Memorandum of Conversation, by the Secretary of State
|Participants:||Mr. Shakabpa, Leader of the Tibetan Trade Mission|
|Mr. Chhankyim||}||Members of the Tibetan Trade Mission|
|Mr. Ratna, Interpreter of the Tibetan Trade Mission|
|Mr. W. Walton Butterworth, Director for Far Eastern Affairs|
|Mr. Fulton Freeman, Division of Chinese Affairs|
Mr. Butterworth brought the members of the Tibetan Trade Mission to call on me this morning at which time they presented me with photographs of the Dalai Lama and the Regent of Tibet, three letters and a greeting scarf. I thanked them cordially for these gifts and expressed pleasure that they had come such a distance to visit the United States. I recalled that my previous acquaintance with representatives of Tibet had been in China in the summer of 1946 when a Tibetan mission visited Nanking.
Mr. Shakabpa, Leader of the Mission, explained through the interpreter that the primary purpose of the Mission’s visit was to improve trade relations between Tibet and the United States. He stated that Tibet has in the past exported a considerable amount of wool and furs to the United States, but that up until recently Tibet has felt no need for U. S. dollars as there have been no imports from the United States. At the present time, he continued, Tibet is desirous of importing from the United States gold and silver bullion, machinery and other merchandise. He stated that the Mission was proceeding to New York in a few days to investigate the possibilities of importing these items and requested that I put him in touch with the appropriate government officials in that city.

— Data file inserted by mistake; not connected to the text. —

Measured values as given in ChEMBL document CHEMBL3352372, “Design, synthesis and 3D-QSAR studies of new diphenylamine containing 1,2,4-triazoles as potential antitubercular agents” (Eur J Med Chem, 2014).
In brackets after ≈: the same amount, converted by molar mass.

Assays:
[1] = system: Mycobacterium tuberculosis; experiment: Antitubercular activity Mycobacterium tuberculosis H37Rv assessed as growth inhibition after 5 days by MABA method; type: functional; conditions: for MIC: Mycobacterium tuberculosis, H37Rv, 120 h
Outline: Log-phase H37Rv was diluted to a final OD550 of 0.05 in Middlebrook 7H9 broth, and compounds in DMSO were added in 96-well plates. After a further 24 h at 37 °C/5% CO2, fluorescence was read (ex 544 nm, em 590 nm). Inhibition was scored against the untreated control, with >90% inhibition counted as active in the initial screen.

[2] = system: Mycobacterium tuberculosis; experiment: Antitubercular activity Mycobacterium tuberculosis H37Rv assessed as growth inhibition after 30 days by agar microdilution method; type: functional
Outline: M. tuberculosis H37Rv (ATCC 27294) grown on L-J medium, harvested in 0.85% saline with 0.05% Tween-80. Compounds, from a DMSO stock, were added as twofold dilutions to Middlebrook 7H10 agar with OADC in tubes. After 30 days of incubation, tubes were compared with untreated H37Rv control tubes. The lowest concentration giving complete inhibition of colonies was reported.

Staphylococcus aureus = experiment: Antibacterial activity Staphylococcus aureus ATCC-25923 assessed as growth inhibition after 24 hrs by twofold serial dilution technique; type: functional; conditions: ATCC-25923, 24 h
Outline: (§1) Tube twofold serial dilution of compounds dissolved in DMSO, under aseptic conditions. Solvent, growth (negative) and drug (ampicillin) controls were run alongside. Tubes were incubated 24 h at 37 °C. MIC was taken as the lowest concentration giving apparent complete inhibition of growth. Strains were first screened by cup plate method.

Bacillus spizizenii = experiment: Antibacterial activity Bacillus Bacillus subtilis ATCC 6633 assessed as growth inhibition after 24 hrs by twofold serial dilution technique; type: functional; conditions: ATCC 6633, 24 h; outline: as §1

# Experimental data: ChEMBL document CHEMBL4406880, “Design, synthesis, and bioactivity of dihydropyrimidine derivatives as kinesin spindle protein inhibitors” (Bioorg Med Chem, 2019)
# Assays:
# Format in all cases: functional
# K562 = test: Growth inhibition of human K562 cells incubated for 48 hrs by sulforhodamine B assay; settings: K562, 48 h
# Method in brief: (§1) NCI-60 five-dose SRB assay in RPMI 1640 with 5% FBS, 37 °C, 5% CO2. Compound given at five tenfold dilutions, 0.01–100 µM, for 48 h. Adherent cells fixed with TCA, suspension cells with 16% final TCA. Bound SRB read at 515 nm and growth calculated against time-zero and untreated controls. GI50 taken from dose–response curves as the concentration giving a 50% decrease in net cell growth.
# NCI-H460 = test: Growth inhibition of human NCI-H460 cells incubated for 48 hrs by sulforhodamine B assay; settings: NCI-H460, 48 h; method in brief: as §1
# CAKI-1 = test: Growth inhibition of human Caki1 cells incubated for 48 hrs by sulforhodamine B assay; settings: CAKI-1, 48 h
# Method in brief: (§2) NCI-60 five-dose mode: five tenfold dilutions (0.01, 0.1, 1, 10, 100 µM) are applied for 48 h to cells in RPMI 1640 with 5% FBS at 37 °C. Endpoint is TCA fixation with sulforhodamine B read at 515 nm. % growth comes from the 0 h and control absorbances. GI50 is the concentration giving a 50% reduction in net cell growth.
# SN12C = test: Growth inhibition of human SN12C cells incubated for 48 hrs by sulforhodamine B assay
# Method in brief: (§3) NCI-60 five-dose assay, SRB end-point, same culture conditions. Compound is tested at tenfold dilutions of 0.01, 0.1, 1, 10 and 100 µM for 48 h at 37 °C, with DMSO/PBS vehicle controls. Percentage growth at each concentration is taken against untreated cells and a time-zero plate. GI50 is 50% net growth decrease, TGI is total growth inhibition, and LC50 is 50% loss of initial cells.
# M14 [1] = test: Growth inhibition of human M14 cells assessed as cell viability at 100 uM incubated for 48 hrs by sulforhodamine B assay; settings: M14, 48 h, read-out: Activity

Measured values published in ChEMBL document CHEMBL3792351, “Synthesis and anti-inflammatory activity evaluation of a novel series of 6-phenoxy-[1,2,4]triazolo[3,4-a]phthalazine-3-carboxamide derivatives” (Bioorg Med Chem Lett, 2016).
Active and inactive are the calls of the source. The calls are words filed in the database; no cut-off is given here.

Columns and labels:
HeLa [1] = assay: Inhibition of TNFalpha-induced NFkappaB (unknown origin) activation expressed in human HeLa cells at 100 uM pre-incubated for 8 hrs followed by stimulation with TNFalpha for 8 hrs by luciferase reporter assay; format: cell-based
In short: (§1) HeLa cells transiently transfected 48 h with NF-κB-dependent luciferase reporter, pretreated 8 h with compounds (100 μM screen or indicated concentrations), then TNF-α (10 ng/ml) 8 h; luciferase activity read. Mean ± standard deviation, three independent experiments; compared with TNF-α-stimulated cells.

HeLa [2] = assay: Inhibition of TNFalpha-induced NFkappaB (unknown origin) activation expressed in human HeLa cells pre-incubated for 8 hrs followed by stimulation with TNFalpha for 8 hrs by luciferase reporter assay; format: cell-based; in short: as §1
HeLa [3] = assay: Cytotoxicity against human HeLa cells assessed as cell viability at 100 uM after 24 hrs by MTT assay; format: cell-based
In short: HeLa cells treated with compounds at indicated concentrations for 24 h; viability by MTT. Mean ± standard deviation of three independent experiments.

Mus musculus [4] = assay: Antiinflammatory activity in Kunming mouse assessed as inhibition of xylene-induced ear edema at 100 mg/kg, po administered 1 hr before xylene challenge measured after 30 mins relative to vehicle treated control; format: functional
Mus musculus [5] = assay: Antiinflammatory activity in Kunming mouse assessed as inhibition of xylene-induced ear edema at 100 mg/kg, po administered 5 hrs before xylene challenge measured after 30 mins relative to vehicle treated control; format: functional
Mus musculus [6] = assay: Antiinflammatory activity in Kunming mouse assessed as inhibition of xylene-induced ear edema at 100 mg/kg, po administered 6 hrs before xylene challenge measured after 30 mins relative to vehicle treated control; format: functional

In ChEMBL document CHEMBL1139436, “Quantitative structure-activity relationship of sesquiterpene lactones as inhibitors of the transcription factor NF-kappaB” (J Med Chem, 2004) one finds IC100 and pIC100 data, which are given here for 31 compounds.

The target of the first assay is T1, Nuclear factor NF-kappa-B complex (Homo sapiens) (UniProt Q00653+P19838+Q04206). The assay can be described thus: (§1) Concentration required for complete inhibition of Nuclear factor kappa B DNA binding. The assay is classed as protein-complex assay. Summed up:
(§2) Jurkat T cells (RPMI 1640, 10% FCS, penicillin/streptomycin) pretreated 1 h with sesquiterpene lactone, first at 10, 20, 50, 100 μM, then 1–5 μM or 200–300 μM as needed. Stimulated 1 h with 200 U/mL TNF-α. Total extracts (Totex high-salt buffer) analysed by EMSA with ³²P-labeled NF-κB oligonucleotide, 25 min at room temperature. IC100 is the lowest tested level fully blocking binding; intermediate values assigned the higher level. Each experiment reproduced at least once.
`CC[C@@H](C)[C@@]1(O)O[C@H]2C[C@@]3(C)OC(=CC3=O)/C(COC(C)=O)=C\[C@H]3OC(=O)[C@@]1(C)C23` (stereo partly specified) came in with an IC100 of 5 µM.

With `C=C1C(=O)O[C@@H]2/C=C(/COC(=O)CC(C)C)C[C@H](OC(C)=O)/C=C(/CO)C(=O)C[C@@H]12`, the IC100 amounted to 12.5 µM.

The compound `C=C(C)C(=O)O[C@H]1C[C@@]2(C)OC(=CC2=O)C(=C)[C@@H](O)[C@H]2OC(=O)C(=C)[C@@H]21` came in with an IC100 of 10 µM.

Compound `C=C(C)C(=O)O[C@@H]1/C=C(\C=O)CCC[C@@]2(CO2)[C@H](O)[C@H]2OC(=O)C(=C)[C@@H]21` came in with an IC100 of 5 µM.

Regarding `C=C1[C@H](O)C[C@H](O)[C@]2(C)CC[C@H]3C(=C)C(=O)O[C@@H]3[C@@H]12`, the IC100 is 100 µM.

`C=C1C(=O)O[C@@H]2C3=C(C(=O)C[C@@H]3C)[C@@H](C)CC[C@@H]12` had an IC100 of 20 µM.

Mr. Butterworth replied that the Department of Commerce was taking steps to inform its representatives in New York of the Tibetans’ impending visit. He added that the Department of State would be pleased to communicate with Mr. Allan Sproul, President of the Federal Reserve Bank of New York, informing him of the Mission’s plans and suggesting that he extend them any appropriate assistance.
I enquired at this point whether Tibet was in possession of U. S. dollar exchange to be used in the purchase of the commodities desired. Mr. Shakabpa replied somewhat indefinitely (perhaps due to the interpretation) stating that the Government of India, through [Page 776] which all exports to the United States passed, had never permitted Tibet to receive U. S. dollar exchange but had effected conversion into rupee exchange. In reply to my further inquiry, however, Mr. Shakabpa assured me that he would prepare a letter for the Department setting forth Tibet’s foreign exchange situation and explaining exactly what assistance was desired. I stated that the Department would be pleased to receive such a letter.
In response to my pertinent question, Mr. Shakabpa informed me that the Mission had traveled for 20 days on horseback on leaving Lhasa; that they had then proceeded by automobile and train to Calcutta and Delhi; that they had flown thence to China where they spent approximately five months; and that they had proceeded from Shanghai to Hong Kong where they enplaned for Honolulu and San Francisco.
As the Mission was taking leave, I presented Mr. Shakabpa with a small gift for himself and a photograph which I had inscribed to the Dalai Lama with a request that it be transmitted on their return to Tibet.